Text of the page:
Will Windham lose far more than it gains with Australian-ballot Town Meetings?

Town Meeting is more than checking a box on a ballot. It’s discussion and compromise on the floor, input from nonvoting guests, and a delicious potluck lunch.

WINDHAM — On Wednesday, Dec. 18, the Town of Windham will hold a Special Town Meeting at 6 p.m. to decide whether to replace our traditional town meeting with the Australian ballot.

This change would allow residents who cannot attend town meeting to vote on town officials, budgets, and other proposed matters.

We believe, however, that the town's people would give up far more than they would gain from this change.

With the Australian ballot, the Selectboard or other small groups would determine what would be proposed and ballots would be printed accordingly. An informational meeting would explain whatever is on the ballots, followed on another day by votes being cast, yea or nay.

Voters would have no opportunity to amend a proposal. If they voted a budget down, for example, a new budget would be prepared, and another vote on that would have to be warned, new ballots printed, another informational meeting held, and another vote taken. This process would continue until the budget was passed.

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Windham is a small town with only around 320 voters on our rolls. Typically, we have about 100 voters at Town Meeting. Like many small towns, we have a higher percentage of voters who cast ballots at Town Meeting than the percentage of voters in larger towns who cast Australian ballots. The smallness of our population makes each of our votes matter more, and Town Meeting offers more to us than checking our preferences on a ballot.

Windham's Town Meetings always include lively discussions, and nearly every year we amend proposed articles from the floor. This can take time, but much less so than all the steps necessary to tweak a budget or other proposed article using the proposed Australian-ballot method.

More importantly, our Town Meeting fosters democracy in action with the give and take of 100 people amending a proposal to make it acceptable to a majority. Often, contentious proposals pass unanimously once they are discussed and amended. What's more, we always learn about our town and our neighbors.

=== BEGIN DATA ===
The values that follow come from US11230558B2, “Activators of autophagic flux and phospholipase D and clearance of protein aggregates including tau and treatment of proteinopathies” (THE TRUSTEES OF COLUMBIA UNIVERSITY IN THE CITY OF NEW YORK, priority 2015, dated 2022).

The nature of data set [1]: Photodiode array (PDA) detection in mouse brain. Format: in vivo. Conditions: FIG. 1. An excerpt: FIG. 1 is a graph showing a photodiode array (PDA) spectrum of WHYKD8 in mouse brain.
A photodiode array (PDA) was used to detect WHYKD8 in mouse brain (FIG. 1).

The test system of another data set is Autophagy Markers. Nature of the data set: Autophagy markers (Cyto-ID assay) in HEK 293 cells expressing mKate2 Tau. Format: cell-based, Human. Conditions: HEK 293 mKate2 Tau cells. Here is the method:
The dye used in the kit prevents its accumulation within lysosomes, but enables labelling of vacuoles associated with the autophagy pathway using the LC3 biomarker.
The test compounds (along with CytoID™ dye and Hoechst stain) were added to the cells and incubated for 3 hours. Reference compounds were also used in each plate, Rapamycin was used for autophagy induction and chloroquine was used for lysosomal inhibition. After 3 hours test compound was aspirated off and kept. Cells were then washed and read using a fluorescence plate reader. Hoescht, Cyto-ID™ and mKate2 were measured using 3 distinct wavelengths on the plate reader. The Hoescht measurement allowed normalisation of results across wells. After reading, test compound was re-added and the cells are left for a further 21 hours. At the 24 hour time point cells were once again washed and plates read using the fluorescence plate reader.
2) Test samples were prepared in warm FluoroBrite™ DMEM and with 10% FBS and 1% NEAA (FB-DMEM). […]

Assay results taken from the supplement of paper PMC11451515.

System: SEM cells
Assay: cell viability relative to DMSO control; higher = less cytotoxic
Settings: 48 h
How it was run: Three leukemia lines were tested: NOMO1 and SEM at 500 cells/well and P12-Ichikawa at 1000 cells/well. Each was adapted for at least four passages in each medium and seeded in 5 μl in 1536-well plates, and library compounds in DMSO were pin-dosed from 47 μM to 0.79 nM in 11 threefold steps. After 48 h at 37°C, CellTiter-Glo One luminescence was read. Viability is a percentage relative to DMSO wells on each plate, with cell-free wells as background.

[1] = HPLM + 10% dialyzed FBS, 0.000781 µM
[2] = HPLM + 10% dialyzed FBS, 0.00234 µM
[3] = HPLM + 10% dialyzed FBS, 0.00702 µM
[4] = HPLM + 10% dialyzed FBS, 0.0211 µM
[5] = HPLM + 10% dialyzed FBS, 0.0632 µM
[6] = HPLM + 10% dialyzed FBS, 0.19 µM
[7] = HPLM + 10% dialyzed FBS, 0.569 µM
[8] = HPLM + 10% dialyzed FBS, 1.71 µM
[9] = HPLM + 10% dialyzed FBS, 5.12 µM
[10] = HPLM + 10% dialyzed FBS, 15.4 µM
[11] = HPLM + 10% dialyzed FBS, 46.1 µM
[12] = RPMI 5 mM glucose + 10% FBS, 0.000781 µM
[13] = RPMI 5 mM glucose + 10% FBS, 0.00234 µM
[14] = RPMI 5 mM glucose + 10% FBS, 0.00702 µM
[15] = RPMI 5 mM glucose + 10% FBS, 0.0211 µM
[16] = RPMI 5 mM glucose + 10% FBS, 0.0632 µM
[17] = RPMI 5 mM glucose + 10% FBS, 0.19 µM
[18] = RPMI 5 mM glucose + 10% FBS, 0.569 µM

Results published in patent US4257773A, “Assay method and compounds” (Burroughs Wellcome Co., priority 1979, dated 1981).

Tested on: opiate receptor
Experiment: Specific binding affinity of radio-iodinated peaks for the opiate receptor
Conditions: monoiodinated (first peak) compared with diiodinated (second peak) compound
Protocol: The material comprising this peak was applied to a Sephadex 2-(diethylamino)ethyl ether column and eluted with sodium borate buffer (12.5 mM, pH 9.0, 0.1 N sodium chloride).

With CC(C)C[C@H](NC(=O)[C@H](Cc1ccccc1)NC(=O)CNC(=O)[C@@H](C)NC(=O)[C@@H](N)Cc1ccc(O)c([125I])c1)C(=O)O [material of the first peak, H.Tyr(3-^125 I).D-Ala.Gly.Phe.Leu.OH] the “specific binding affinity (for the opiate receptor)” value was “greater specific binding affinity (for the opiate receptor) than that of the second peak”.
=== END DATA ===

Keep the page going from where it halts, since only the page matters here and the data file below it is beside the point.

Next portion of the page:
Nearly half the homes in Windham are owned by second-home owners, and although they cannot vote, their voices are welcomed. Registered voters in town have to agree to let non-voters speak, and we always do. We also have special speakers every year at Annual Town Meeting, including Matt Treiber and Carolyn Partridge, our state representatives, who answer our questions and bring us up to date about actions in Montpelier.

In addition to all the good work that takes place at Windham's Annual Town Meeting, the highlight of the day is our potluck lunch. Somewhere between noon and 1 p.m., the meeting is put on hold, and another kind of teamwork begins.

The members of the Windham Community Organization disappear into the kitchen to set up the feast. Attendees move their chairs aside while others haul out long tables for dining.

Within a few minutes, the meeting room is transformed into a dining room. All line up to fill their plates, then sit down to enjoy the company of neighbors. Sometimes we chat with folks we see only once a year at Town Meeting. The lunch is a treasured time and a longstanding tradition.

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Much would be lost if Windham adopts the Australian ballot - broad participation in the town's decision-making, thoughtful discussion and amendments to proposed articles, insights from special speakers and nonvoters, a fabulous lunch with neighbors, and a satisfying sense of history, knowing that residents have made their decisions this way for more than 200 years.

Because so much would be lost, we urge Windham voters to attend the meeting on Dec. 18 and vote “no” on the proposed change.

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